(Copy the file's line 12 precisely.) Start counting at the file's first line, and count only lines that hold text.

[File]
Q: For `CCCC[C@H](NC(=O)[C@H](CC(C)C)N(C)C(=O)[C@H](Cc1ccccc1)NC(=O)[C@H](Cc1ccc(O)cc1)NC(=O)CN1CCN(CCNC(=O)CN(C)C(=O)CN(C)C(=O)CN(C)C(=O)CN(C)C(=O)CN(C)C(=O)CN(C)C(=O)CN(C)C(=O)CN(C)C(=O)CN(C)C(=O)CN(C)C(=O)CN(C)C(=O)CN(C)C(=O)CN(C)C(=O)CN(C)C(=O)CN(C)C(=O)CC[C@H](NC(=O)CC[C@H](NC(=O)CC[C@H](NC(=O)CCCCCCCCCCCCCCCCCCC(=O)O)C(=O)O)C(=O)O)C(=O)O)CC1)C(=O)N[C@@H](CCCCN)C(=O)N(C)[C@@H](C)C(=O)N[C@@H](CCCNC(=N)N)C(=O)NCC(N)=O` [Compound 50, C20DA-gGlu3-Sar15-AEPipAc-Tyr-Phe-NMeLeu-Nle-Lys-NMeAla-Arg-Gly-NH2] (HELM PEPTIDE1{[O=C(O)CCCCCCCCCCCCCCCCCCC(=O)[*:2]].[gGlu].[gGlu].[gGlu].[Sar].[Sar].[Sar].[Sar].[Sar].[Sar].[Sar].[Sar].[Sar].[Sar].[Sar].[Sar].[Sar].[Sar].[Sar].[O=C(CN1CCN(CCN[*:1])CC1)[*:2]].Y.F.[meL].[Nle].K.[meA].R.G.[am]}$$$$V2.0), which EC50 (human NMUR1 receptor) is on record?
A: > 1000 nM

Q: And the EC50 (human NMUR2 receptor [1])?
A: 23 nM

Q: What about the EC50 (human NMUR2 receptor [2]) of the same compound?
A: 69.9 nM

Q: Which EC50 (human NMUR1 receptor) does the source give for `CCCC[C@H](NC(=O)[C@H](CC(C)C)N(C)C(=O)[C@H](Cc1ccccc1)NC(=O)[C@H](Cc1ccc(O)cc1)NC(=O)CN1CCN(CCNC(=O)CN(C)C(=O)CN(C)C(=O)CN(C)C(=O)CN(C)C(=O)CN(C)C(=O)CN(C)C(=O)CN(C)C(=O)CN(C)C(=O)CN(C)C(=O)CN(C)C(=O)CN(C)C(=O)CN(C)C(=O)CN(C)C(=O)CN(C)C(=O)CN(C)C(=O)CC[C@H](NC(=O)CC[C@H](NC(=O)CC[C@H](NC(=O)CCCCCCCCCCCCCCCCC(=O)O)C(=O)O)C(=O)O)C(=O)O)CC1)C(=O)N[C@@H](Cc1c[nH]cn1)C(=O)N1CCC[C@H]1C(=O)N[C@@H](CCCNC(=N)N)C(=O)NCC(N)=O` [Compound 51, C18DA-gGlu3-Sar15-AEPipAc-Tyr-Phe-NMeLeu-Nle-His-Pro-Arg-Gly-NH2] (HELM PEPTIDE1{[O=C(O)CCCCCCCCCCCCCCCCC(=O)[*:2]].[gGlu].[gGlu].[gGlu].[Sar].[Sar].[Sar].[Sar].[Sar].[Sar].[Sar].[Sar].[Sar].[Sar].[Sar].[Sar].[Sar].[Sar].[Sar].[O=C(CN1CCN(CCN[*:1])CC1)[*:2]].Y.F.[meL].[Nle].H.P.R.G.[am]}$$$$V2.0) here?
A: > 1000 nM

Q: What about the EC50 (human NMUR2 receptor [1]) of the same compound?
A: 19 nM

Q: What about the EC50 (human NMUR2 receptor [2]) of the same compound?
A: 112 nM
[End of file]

A: 112 nM